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AUTONOMY OF SPIRIT.

Activity Of Consciousness
Aim And Method Of Naturalism
Autonomy Of Spirit
Consciousness Of The Ego
Constructive Criticism
Contrast Between Darwinian And Post-darwinian Views
Creative Power Of Consciousness
Criticisms Of The Mechanistic Theory Of Life
Crities Of Darwinism
Darwinish In General
Darwinism And Teleology
Darwinism In The Strict Sense
De Vries's Mutation-theory
Differences Of Opinion As To The Factors In Evolution
Eimer's Orthogenesis
Evolution And New Beginnings
Feeling
Feeling Individuality Genius And Mysticism
Freedom Of Spirit
Fundamental Principles Of Naturalism
Genius
Goethe's Attitude To Naturalism
Haeckel's Evolutionist Position
Heredity
How All This Affects The Religious Outlook
How The Religious And The Naturalistic Outlooks Conflict
Immortality
Individual Development
Individuality
Intuitions Of Reality
Irritability
Is There Ageing Of The Mind?
Lamarckism And Neo-lamarckism
Machnical Theories Criticism
Mind And Spirit The Human And The Animal Soul
Mystery : Dependence : Purpose
Mysticism
Natural Selection
Naturalism
Naturalistic Attacks On The Autonomy Of The Spiritual
No Parallelism
Other Instances Of Dissatisfaction With The Theory Of Descent
Parallelism
Personality
Pre-eminence Of Consciousness
Preyer's Position
Religion And The Theory Of Descent
Self-consciousness
Spontaneous Generation
Teleological And Scientific Interpretations Are Alike Necessary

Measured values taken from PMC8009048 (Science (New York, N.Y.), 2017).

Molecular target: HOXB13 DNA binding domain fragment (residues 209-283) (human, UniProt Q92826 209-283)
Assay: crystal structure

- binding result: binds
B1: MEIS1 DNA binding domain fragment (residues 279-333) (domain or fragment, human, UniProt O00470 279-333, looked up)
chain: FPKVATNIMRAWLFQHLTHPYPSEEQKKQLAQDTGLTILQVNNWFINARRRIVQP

The Antimony Of Our Conception Of Space
The Antimony Of Our Conception Of Time
The Antimony Of The Conditioned And The Unconditioned
The Characteristic Features Of Darwinism
The Conservation Of Matter And Energy
The Constructive Work Of Driesch
The Contingency Of The World
The Dependence Of The Order Of Nature
The Development Of Darwinism
The Ego
The Fundamental Answer
The Law Of The Conservation Of Energy
The Mechanics Of Development
The Mystery Of Existence Remains Unexplained
The Organic And The Inorganic
The Position Of Bunge And Other Physiologists
The Problema Continui
The Real World
The Recognition Of Purpose
The Religious Interpretation Of The World
The Spontaneous Activity Of The Organism
The Supremacy Of Mind
The Theory Of Descent
The True Naturalism
The Two Kinds Of Naturalism
The Unconscious
The Unity Of Consciousness
The Views Of Albrecht And Schneider
The Views Of Botanists Illustrated
The World And God
Theory Of Definite Variation
Theory Of Life
Underivability
Various Forms Of Darwinism
Virchow's Caution
Virchow's Position
Weismann's Evolutionist Position
Weismannism
What Is Distinctive In The Naturalistic Outlook
What Is Distinctive In The Religious Outlook



Parallelism








The independence and underivability of the psychical, the incomparability
of its uniformities with those of mechanical or physico-chemical laws, has
proved itself so clear and incontrovertible, notwithstanding all the
distortions of naturalism, that it is now regarded as a self-evident fact,
not only among philosophers and epistemologists, and technical
psychologists, but for the last decade even among all thinking men, and
"materialism" is now an obsolete position. It was too crude and too

contrary to all experience to define the relation between physical and
mental, as if the latter were a mere secretion of the former, although a
very subtle one, or a mere epi-phenomenon of it, in such a way that all